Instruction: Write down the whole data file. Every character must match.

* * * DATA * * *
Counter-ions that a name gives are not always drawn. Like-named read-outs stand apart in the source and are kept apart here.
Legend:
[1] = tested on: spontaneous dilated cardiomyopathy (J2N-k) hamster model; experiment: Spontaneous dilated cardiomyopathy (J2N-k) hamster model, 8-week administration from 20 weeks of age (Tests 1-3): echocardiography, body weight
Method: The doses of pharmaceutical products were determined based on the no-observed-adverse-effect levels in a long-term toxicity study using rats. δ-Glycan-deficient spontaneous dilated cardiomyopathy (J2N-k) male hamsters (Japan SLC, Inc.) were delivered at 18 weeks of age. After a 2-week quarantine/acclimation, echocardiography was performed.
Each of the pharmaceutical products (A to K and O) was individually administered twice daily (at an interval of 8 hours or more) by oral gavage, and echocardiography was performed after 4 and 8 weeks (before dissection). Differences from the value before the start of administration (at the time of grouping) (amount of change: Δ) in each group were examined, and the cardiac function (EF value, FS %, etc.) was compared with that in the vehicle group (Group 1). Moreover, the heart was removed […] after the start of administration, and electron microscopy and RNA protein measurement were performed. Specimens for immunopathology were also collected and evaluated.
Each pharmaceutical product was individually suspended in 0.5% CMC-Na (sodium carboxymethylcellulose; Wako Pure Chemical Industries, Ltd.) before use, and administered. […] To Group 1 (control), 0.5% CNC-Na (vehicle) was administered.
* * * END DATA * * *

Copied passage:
Counter-ions that a name gives are not always drawn. Like-named read-outs stand apart in the source and are kept apart here.
Legend:
[1] = tested on: spontaneous dilated cardiomyopathy (J2N-k) hamster model; experiment: Spontaneous dilated cardiomyopathy (J2N-k) hamster model, 8-week administration from 20 weeks of age (Tests 1-3): echocardiography, body weight
Method: The doses of pharmaceutical products were determined based on the no-observed-adverse-effect levels in a long-term toxicity study using rats. δ-Glycan-deficient spontaneous dilated cardiomyopathy (J2N-k) male hamsters (Japan SLC, Inc.) were delivered at 18 weeks of age. After a 2-week quarantine/acclimation, echocardiography was performed.
Each of the pharmaceutical products (A to K and O) was individually administered twice daily (at an interval of 8 hours or more) by oral gavage, and echocardiography was performed after 4 and 8 weeks (before dissection). Differences from the value before the start of administration (at the time of grouping) (amount of change: Δ) in each group were examined, and the cardiac function (EF value, FS %, etc.) was compared with that in the vehicle group (Group 1). Moreover, the heart was removed […] after the start of administration, and electron microscopy and RNA protein measurement were performed. Specimens for immunopathology were also collected and evaluated.
Each pharmaceutical product was individually suspended in 0.5% CMC-Na (sodium carboxymethylcellulose; Wako Pure Chemical Industries, Ltd.) before use, and administered. […] To Group 1 (control), 0.5% CNC-Na (vehicle) was administered.